ISSN 2285-5785, ISSN CD-ROM 2285-5793, ISSN ONLINE 2285-5807, ISSN-L 2285-5785
 

MICROBIAL SYMBIONTS AND NUTRIENTS (N AND P) SHARING: EFFECT ON SOIL MICROBIAL ACTIVITY IN THE UPLAND RICE (Oriza sativa) AND BEAN (Phaseolus vulgaris) INTERCROPPING

Published in Scientific Papers. Series A. Agronomy, Vol. LXIII, Issue 1
Written by Adamson Tsoushima Ernest RAZAKATIANA, Thierry BECQUER, Herizo RANDRIAMBANONA, Rondro Harinisainana BAOHANTA, Martial Doret ANDRIANANDRASANA, Christine LE ROUX, Robin DUPONNOIS, Heriniaina RAMANANKIERANA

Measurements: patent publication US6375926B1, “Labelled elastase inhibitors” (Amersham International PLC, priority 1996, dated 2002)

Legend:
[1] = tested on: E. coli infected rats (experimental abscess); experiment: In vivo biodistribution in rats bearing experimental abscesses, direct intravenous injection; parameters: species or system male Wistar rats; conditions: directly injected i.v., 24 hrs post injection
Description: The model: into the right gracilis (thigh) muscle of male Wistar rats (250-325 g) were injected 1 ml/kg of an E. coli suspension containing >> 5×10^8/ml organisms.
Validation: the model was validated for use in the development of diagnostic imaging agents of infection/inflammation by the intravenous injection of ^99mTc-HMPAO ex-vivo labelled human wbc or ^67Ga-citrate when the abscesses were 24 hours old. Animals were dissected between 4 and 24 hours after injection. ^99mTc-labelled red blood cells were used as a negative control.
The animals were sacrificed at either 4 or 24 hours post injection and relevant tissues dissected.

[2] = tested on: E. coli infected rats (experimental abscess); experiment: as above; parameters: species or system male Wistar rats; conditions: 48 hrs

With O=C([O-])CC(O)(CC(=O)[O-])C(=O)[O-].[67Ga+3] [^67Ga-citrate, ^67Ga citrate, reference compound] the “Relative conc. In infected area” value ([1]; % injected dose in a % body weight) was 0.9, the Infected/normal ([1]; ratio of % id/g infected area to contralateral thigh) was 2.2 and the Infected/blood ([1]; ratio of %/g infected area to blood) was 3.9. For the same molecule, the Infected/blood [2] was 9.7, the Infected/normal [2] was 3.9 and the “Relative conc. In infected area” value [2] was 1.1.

The symbiotic association (plant-soil-microorganisms) has an important role in nitrogen (N) and phosphorus (P) uptake. The main objective of this study is to assess the potential of fungal and rhizobial symbionts as well as the importance of plant-soil-microorganism interactions on microbial dynamics. The upland rice and the beans were cultivated in mono or in co-culture using the rhizospheric soil of the upland rice and beans collected on plots treated with different levels of organic and mineral fertilizers. What about saying: Microbial (fungal and rhizobial) inoculate were constituted by root fragments (rice or bean) collected from previous crop and coded as I1 (root fragments from rice), I2 (root fragments from bean) and I3 (mixed root fragments from rice and bean). The results showed that soils inoculated with I1 and I3, were characterized by high phosphatase activity. These two treatments enhance also the amount of nitrogen and phosphorus in the aerial part of upland rice intercropped with bean. These results suggest that the bean with its symbiont can be considered as ecological engineers that stimulate the biological functioning of soils and is beneficial for upland rice cultivation.

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